9. Linda, What nice thoughts about reading aloud. It is an intimate thing to do and a part of learning to really listen.

    I have those remembrances, too, places I feel I've been before. Sometimes I dream about a place and then see it somewhere. An interesting world we live in, isn't it? We share many ideas. Thank you for your comments.

  10. Teresa, Not only do I love reading your blog, but enjoy all the comments. You have a way of bringing us together by posting your inspirational thoughts, then further inspiration is provided by the comments of a like minded group. I'll check back now n then, just to read more comments. Another great post.

  11. TM, Thank you, Lynn, for being a part of this fine group. I like the sense of connection and community that it creates.

  12. This one thing I know, we are definitely all connected. I'll leave it at that for your same reason at first, not knowing if it's fitting. If he was reading to you, he WAS reading to you. Dreams are unbelievably powerful. The one thing I wish for, would be able to remember. I wonder why some are given that gift and others not. When I talk to Ken, I feel enlightened. I have a girl friend whose Grandson is 11 and gifted. They live with her now. Last week, the little boy woke her in the middle of the night and told her she had to take care of certain papers. Sure enough, the next day she found serious consequences over a forgotten paper. This knowledge would be so useful . Then we'd know.
    Love and peace

  13. Such a thoughtful post. I like the idea of ancient recognition; I have experienced this myself. I too believe in our Oneness.
    The kakapo photo is so very beautiful, I have yet to see one of these rare birds.

  14. Manzanita, It is my belief that we can train ourselves to Know, on a very deep level, to Remember. It takes active listening and then acting on what we see or hear in the appropriate way. Dreams have long been valuable sources of necessary information. Thank you so much for sharing that story of the young boy and his ability to listen. Young people are so receptive. It's Life and culture that get in the way.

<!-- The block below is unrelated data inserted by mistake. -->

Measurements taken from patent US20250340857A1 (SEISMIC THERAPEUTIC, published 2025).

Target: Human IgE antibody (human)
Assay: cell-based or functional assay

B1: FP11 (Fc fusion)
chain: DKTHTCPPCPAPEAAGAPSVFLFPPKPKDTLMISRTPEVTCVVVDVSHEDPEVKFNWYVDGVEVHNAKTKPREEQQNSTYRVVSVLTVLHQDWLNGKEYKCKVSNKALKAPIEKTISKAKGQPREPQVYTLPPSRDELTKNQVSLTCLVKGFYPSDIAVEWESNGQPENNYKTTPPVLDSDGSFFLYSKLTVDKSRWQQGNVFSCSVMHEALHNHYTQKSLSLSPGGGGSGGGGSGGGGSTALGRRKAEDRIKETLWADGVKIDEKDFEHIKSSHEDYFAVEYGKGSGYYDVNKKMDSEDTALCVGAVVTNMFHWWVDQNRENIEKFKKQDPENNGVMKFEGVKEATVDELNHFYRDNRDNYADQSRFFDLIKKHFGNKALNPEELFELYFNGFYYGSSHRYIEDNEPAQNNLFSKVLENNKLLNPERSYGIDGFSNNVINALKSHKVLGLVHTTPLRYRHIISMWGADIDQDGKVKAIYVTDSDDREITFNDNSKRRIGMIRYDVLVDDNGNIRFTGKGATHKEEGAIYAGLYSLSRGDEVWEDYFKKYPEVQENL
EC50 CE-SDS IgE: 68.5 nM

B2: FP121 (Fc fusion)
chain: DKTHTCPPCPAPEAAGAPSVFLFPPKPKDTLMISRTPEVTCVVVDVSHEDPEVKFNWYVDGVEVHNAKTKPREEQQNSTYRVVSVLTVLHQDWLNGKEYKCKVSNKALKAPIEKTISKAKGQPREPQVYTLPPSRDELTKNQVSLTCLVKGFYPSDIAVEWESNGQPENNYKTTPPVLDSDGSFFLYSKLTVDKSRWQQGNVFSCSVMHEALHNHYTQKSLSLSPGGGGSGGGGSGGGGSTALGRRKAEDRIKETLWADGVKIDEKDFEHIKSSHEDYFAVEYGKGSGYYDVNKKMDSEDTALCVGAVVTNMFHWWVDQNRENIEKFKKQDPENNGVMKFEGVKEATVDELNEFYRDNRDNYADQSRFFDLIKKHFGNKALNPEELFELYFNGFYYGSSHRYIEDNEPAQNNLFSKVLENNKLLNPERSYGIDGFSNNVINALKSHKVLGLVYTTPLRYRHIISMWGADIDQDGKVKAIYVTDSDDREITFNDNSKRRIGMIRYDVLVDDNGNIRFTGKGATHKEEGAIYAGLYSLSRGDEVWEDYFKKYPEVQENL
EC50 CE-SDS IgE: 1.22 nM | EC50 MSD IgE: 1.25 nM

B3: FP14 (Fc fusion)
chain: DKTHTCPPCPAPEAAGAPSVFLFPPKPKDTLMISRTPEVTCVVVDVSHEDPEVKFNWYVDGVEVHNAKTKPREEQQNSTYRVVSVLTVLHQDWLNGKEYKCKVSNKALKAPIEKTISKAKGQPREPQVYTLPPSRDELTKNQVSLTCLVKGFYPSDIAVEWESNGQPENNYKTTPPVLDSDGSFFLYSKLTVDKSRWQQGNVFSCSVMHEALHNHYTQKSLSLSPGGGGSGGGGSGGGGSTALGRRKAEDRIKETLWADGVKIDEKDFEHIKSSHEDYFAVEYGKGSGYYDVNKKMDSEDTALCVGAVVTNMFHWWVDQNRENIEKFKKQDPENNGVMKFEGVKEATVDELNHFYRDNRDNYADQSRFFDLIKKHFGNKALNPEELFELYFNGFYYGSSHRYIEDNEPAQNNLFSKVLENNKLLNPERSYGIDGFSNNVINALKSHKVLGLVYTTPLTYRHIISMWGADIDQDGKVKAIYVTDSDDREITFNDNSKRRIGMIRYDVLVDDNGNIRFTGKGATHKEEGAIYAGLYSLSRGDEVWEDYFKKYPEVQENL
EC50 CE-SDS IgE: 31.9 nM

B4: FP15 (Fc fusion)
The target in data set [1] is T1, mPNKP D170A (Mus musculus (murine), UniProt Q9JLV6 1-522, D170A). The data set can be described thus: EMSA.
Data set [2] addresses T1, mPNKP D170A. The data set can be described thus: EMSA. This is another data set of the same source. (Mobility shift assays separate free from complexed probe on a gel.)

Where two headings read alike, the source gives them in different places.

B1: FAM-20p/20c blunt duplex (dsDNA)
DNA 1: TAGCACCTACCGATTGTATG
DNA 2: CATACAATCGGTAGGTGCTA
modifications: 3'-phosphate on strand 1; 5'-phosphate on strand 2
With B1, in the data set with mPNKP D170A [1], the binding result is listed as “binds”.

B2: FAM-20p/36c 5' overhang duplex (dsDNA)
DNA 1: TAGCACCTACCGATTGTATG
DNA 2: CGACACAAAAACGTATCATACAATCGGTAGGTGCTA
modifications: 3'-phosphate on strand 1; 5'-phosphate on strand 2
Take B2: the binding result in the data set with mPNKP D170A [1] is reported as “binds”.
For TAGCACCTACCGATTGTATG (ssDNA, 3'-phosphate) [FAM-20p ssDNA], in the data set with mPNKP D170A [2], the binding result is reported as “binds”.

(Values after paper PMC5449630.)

Marilyn, Thank you for reading and commenting. I was thinking of you and Joan as I selected that image to illustrate New Zealand, its beauty and wonder.

  15. Teresa, I believe we're all in this together, and our connections are deep and ancient.

    While I dash around in my life, you create words of substance in yours to share. Thank you for that gift of yours.

  16. This is such a lovely thoughtful post and I Loved seeing the kakapo there! Thank you for being the beautiful person you are. The older I become the more aware of this inter-connectedness that you express so well.

  17. Linda, Thank you for the kind words. Your dashing around includes helping to build houses for Habitat for Humanity. Nice dashing there, kiddo. I agree, our connections are "deep and ancient."

    Joan, It's a growing awareness for me, as well. Thank You.

  18. That photograph of the crane just speaks volumes. I love it. The poem is really powerful. I'll try hard to be mindful of the shrug.

  19. Gorgeous poem. It really made me think about union.

    The tragedy in Japan has helped me to remember how little control we have over the universe and how important it is to appreciate each moment. The next turn can bring strange and unusual events.

  20. Hi Cheryl, Shrugs tend to be fraught with indifference, so I agree, mindfulness of those things is important. Thank you!

    Hi Bill, I'm glad it spoke to you, too. It does appear that we live in tumultuous times. But, even if we didn't you know how to appreciate each moment. So, we're doing fine... :)

  21. "Though we, searchers for truth, seem eternally bound, born for the grave, the answer lies simply in collapsing the probability wave." Cletis Stump

  22. I agree, Cletis, utterly and absolutely.

  23. i had to read the poem a few times to see and feel it as it speaks of our importance to see each other. it is our responsibility as lights and lovers to hold each other close, no matter how far away they may actually be from us.
    thanks, my friend.